Alternative Therapies for Senior Pets: What's Available and How They Work


Caring for senior pets can be challenging. Some procedures are risky for our older pets, making treating their health problems difficult. Fortunately, there are numerous alternative therapy options that may alleviate pain and mobility problems.

We have delved into the world of alternative treatments discovering how they work and how they may be able to help your senior pet.


Based on the belief that the therapy relieves stagnation and encourages total-body wellness by restoring balance, acupuncture is highly beneficial when treating senior pets.

During an acupuncture session, hair-thin needles are inserted into specific body points called acupressure points. These points are mostly located at the place where bundles of blood vessels and nerves meet.

When stimulated, these acupuncture points encourage the pet's nervous system to release anti-inflammatory and natural pain-relieving chemicals.  

Acupuncture is effective in relieving arthritis and gastrointestinal problems, it also helps in alleviating anxiety, degenerative conditions, and skin problems.

The therapy sessions can vary. Generally, only 1-2 acupuncture sessions are recommended for acute or short-term pain. However, sessions might be ongoing for chronic pain management. The session duration and frequency are based on your pets response to the therapy.

Chiropractic Care

Chiropractic care is effective for adjusting abnormalities in the alignment of your pet’s musculoskeletal system. The process releases any areas of pressure or tension trapped in the nerves enabling your pet’s nervous system to function properly.  

The nervous system is realigned with spine manipulation either by hand or using an activator (a chiropractic adjustment tool) .

The therapy stimulates certain body points (meridians) and corrects excesses or deficiencies in the pet's body's energy flow. Like acupuncture, chiropractic care helps in relieving painful and inflammatory conditions like degenerative issues and arthritis.

The length of chiropractic sessions depends on the health condition of your pet, the practitioner, and the problem that's being worked on.

Laser Therapy

Laser therapy, also called low-level laser therapy or cold laser therapy, works on different wavelengths compared to cutting surgical lasers. It is beneficial for nerve growth, improved circulation, and muscle relaxation. Laser therapy has numerous applications, including skin infections, slow-healing wounds, gingivitis, arthritis, and neurological issues. Other benefits of this treatment include faster healing and repair, decreased inflammation, and endorphin release.

Best of all, laser therapy doesn’t need sedation or anesthesia and is drug-free and non-invasive. Making it perfect for those senior pets who can't tolerate acupuncture or chiropractic care.

Ozone Therapy

Ozone therapy is based on delivering easily soluble oxygen to damaged tissues; reducing inflammation, inactivating bacteria, viruses, yeast, and fungi, and stimulating the body's immune system , leading to self-healing.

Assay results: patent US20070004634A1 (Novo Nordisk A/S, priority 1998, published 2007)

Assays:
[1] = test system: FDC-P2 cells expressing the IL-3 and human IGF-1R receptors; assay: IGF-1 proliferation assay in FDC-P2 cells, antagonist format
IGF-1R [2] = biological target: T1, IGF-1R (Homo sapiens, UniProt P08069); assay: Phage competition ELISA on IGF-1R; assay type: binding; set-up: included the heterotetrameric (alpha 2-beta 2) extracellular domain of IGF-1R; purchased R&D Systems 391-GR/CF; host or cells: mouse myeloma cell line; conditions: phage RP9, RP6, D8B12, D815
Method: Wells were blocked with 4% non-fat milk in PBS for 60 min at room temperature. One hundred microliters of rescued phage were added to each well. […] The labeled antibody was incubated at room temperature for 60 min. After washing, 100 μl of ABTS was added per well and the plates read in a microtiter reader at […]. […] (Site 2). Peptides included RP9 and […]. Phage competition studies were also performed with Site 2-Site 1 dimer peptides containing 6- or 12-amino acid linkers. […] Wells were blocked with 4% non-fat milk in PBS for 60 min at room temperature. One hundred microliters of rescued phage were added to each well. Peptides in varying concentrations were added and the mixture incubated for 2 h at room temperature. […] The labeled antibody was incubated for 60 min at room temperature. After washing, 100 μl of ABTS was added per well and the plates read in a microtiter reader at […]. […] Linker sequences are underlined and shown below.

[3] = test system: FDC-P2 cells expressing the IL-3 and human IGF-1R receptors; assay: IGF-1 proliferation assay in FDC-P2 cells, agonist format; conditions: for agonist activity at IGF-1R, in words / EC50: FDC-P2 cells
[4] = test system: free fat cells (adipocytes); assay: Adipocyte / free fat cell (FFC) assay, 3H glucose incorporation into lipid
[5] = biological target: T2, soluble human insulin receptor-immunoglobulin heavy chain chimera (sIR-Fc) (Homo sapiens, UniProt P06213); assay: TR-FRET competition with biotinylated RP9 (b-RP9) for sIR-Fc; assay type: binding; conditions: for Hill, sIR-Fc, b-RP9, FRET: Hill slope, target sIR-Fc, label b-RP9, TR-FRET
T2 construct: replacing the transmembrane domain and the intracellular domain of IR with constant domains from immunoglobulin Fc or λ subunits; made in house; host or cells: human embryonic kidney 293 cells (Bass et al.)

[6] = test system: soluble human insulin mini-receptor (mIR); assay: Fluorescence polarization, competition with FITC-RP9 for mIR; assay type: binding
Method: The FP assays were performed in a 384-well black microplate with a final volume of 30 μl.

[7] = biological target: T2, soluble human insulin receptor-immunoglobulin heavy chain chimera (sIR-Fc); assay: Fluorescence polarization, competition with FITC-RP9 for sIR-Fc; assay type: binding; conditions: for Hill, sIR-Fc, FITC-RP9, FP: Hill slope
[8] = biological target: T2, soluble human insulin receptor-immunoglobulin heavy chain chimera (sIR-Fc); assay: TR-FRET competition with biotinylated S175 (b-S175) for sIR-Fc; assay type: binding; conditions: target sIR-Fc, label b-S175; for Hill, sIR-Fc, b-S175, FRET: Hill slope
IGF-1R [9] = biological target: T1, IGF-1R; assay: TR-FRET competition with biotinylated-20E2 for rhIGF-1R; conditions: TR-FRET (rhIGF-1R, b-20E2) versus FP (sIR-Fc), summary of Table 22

Ozone therapy is usually administered intravenously; however, it can be implemented in many ways. The main applications for Ozone treatment include dermatitis, infectious diseases, autoimmune diseases, renal failure, and cancer.

 Massage Therapy


Massage is an alternative hands-on treatment that is effective in relaxing your pet's stiff muscles, improving circulation, and relieving anxiety. Like in humans, massage also lowers blood pressure and soothes persistent anxiety symptoms in our senior pets.

The therapy helps aching joints and is effective in relieving pain by Massage improves blood flow and oxygen delivery to different body parts effectively releasing pain and joint aches. It may also relieve sprains and muscle strains.

Traditional Chinese Veterinary Medicine

Traditional Chinese veterinary medicine often uses herbal medicines in conjunction with holistic therapies like acupuncture. This alternative therapy has been practiced for many years.

Herbs are beneficial in alleviating pain and inflammation and promoting healing, however, we should be careful with these products. Some herbs may work against traditional Western pharmaceuticals.

Discuss with your holistic veterinarian before using herbal medicine.


Pet owners can use a mist spray or diffuser to administer essential oil therapy. Topical treatments involve using diluted oil that is added to massage lotions or used during bath time.

Essential oils ylang-ylang, peppermint, citrus, cinnamon, pennyroyal, wintergreen, pine, tea tree, and sweet birch oils are toxic to canines, so pet owners must ensure they are knowledgeable in this area before embarking in this treatment.

Aromatherapy is effective for soothing unruly dogs, such as canines suffering from separation anxiety or feeling fearful due to noises like thunder and can relieve stress, aches and pains.

Humans and canines have different tolerances against essential oils, so it is best to chat with experts before introducing any new scent or sensation to your pet's world.


Next time your senior pet suffers from pain or mobility issues, consider the alternatives to keep them fit and healthy. Make sure you discuss these options with your vet before you embark on any treatments.